Ethical considerations

Ethical clearance to conduct the study was granted by the University of South Africa, College of Education (clearance number: 2017/02/15/90179617/04/MC). The volunteers were asked to complete a paper-based questionnaire at the end of the built environment career talks. A questions-and-answers session was held, during which the researchers explained the research ethics, the reasons for completing the questionnaires, the participants’ rights, and anonymity. Each of the participant provided their own consent to participate in the study; this was in addition to the parental consent that was also received.


A total of five themes were derived from the data. To ensure the trustworthiness, the responses are presented with no editing or correcting of grammar and spelling. Each of the themes are discussed in detail below.

Careers as acts of service

Some of the participants saw careers in the built environment as an opportunity to improve the world around them and to make a difference:

‘For me to be able to make a change this is the perfect opportunity. Changing the built environment ensures the change we need as South Africans. Changing an environment and make it a better one you increase the drive in people who have lost hope to live and be better person you increase the hope you now live in a better world and want to make a change for future generations.’ (Grade 12, Female, 17 years old)

‘In own place where grew up in, I want to change people’s place cause they don’t look happy at all, so that why I’ve chose architecture cause I believe in change.’ (Grade 12, Male, 17 years old)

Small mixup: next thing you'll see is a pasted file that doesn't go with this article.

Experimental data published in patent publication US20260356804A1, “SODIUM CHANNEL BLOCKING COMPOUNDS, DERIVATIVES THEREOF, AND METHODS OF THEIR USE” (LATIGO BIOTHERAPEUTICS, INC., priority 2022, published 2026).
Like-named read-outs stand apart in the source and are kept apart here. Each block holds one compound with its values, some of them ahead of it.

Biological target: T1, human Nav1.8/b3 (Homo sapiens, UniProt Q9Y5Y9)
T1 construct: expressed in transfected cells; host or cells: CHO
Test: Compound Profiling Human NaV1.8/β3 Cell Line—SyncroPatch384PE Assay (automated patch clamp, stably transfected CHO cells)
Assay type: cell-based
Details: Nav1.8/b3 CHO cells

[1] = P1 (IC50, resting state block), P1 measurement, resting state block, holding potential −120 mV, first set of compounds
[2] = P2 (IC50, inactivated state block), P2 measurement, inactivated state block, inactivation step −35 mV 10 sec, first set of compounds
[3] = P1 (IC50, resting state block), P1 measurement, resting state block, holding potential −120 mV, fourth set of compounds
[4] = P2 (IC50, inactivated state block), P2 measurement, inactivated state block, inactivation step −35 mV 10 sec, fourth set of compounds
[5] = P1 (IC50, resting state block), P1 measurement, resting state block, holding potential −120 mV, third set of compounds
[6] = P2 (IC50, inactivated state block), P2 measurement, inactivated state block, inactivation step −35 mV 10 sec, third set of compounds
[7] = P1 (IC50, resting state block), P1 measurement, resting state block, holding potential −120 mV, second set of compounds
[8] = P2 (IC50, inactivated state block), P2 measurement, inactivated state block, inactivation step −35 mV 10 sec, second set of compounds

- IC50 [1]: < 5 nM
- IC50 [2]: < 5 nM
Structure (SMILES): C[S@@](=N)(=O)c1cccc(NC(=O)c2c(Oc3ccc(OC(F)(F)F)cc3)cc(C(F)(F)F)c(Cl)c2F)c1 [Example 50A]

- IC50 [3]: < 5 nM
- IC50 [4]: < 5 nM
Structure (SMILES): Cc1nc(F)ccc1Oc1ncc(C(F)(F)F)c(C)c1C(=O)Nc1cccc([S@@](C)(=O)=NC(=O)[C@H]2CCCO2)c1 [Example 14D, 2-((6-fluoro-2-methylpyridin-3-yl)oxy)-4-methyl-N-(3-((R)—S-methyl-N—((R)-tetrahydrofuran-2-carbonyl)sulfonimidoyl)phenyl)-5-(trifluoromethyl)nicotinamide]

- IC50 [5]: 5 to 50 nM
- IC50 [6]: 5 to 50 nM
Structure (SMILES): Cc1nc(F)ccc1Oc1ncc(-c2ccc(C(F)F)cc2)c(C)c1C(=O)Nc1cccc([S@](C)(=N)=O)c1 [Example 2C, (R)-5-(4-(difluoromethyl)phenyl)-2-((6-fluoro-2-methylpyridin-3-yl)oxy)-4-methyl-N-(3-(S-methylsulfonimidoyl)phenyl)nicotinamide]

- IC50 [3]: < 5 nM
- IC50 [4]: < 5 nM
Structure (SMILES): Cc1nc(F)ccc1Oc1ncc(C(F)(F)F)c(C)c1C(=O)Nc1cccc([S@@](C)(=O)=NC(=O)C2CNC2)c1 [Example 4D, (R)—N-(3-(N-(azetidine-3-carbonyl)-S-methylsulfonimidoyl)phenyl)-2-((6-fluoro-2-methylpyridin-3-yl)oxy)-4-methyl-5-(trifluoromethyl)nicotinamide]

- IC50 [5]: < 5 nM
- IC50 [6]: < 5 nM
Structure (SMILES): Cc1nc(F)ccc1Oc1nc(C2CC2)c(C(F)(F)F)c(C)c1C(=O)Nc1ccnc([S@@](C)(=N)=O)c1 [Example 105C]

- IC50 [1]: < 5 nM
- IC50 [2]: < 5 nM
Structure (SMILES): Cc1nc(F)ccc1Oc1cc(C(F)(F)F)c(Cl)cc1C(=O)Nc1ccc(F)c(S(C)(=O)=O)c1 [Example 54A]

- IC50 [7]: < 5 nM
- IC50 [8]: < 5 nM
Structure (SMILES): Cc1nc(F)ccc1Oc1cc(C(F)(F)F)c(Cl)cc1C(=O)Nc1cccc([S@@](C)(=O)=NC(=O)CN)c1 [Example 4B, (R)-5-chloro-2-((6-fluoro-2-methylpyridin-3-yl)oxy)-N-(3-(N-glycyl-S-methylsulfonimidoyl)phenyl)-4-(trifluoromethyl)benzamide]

‘It is that they offer society with a wide range of improvement and create opportunities to develop the country or world in construction and infrastructure.’ (Grade 11, Male, 16 years old)

This finding supports the notion that the learners have a positive attitude towards a career in the built environment, and that their decision might be influenced by their significant others, their community and their environment. Subjective norm is largely influenced by the perception of significant others or the learners’ surrounding communities. The positive or negative perception of an act by a community or loved ones would influence behaviour. Furthermore, the perception of the community or loved ones has a significant influence on the intent of behaviour. The participants in this study indicated that a career in the built environment would not only fulfil them but also benefit their community and their loved ones. The support from loved ones and the community encourages the participant in selecting a career in the built environment.